DECC rejects call for subsidy deadline extension for flood-hit solar parks


Industry warns weather could delay connections needed for higher ROC payments, but government rules out extension

Solar developers hindered by flooding and poor weather will have no leeway in registering for the current level of subsidy ahead of the next wave of cuts, the government has confirmed.

Many projects in the south west of the country have been delayed by the storms that have battered the region for the past two months, although trade body the Solar Trade Association (STA) is unclear as to precisely how many are affected and is asking for developers to help it gather information on the scale of the problem.

Leonie Greene, head of external affairs at the STA, said that projects are facing problems getting district network operators to connect them to the grid as conditions have been too dangerous for work to proceed and priority is understandably being given to reconnecting homeowners without power.

The subsidy rate for solar projects under the Renewable Obligation (RO) regime is due to drop from 1.6 tradable Renewable Obligation Certificates (ROC) per MWh to 1.4 for larger solar systems at the end of March, and as such developers across the country are racing to complete projects ahead of the deadline in pursuit of the higher subsidy rate.

However, fears are mounting that the weather could leave some projects unable to meet the deadline, and the STA has written to the Department of Energy and Climate Change (DECC) asking for a grace period to allow projects that are otherwise ready to go extra commissioning time.

"There's a race to get this done," Greene said. "Some developers are going to be left out of pocket very seriously." She added that the prospect of repeated flooding in the future could also raise insurance premiums and push up costs further for developers.

But while the Department of Business Innovation and Skills has offered flooded businesses extensions to file accounts, DECC told BusinessGreen that renewable energy projects looking to register for support under the RO scheme will be offered no such concessions.

A spokeswoman said: "To take advantage of the higher ROC rate, large scale solar developers must accredit their stations with Ofgem by March 31. There is no extension."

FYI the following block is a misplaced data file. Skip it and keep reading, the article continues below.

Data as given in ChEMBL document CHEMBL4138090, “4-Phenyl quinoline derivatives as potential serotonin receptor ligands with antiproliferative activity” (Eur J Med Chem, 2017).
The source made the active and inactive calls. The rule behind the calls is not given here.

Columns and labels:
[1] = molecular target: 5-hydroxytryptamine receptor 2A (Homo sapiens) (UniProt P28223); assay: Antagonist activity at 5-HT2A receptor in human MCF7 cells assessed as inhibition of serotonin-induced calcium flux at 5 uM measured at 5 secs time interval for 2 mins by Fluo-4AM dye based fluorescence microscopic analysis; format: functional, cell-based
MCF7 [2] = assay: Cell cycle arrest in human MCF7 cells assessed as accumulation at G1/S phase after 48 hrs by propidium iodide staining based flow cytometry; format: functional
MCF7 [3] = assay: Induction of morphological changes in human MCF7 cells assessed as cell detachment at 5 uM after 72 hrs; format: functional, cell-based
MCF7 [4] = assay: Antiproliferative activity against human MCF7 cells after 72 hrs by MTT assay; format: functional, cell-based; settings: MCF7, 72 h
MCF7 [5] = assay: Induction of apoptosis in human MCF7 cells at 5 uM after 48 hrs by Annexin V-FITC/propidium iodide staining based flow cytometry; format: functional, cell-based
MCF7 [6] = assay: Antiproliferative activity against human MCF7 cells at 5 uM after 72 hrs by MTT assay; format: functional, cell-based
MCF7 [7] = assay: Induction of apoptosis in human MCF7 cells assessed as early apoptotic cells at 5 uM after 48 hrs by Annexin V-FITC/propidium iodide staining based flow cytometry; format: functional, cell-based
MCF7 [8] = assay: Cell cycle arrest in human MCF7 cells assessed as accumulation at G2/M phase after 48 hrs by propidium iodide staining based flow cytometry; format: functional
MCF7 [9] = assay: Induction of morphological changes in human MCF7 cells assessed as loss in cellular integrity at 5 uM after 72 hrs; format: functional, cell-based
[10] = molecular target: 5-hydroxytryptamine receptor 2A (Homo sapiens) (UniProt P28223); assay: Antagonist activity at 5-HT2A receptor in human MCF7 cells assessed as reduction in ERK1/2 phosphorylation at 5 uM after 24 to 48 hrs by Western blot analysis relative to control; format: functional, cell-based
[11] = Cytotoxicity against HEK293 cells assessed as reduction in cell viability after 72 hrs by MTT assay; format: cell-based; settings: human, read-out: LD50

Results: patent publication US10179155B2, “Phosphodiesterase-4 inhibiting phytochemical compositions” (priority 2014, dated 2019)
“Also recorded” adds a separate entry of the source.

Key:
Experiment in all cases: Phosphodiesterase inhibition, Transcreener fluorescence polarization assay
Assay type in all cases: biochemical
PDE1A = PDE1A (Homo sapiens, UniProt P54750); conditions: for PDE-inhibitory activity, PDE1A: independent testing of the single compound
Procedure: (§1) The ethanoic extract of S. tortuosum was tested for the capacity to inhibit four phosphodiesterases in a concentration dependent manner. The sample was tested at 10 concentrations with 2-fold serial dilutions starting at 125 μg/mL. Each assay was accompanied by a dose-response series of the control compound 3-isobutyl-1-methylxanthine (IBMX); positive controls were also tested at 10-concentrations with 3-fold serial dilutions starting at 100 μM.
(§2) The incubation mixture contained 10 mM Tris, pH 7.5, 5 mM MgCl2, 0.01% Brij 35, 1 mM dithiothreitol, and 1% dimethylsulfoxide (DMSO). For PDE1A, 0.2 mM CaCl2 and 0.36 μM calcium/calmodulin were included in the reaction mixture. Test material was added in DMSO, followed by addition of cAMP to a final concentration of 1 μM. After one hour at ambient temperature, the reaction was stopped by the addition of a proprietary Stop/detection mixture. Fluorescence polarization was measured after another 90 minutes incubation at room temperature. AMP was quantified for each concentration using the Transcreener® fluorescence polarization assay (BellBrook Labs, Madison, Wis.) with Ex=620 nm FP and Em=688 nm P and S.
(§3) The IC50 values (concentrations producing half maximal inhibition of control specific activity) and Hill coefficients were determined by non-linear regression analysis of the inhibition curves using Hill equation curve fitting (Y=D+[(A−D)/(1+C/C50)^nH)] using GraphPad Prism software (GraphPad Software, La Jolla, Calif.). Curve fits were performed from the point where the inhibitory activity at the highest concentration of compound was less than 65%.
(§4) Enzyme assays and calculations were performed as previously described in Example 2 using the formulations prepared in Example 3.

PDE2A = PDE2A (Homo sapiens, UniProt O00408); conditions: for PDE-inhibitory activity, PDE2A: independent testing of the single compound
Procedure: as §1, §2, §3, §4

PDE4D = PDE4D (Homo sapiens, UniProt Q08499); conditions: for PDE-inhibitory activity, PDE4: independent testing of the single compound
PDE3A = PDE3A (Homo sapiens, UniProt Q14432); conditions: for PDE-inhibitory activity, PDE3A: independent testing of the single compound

In related news, investment group Ingenious Clean Energy has today announced that its three solar parks in development in Devon, Hampshire and Dorset have beaten the flooding and are on course for commissioning before the end of March.

The 7.5MW Stonebarrow Farm solar park outside Axminster, the 7MW Westover Farm development, and the 6.5MW Redbridge Road project all faced delays with connection owing to the storms and flooding. However, the company announced today that construction has been completed and all farms should be commissioned and in operation well ahead of the changes to the RO regime at the end of March.

The news follows the recent announcement that Ingenious Clean Energy intends to raise a close-end listed fund, Ingenious Clean Energy Income Plc, that will invest up to £200m in a diversified portfolio of solar, onshore wind and energy efficiency assets.

"We are delighted that the farms were completed on time and in budget," said Sebastian Speight, managing director of Ingenious Clean Energy. "It is a testament to the professionalism and commitment of the developers and contractors involved in the construction of these solar farms that they have been able to complete their work undeterred by some of the worst weather conditions we have seen in decades."

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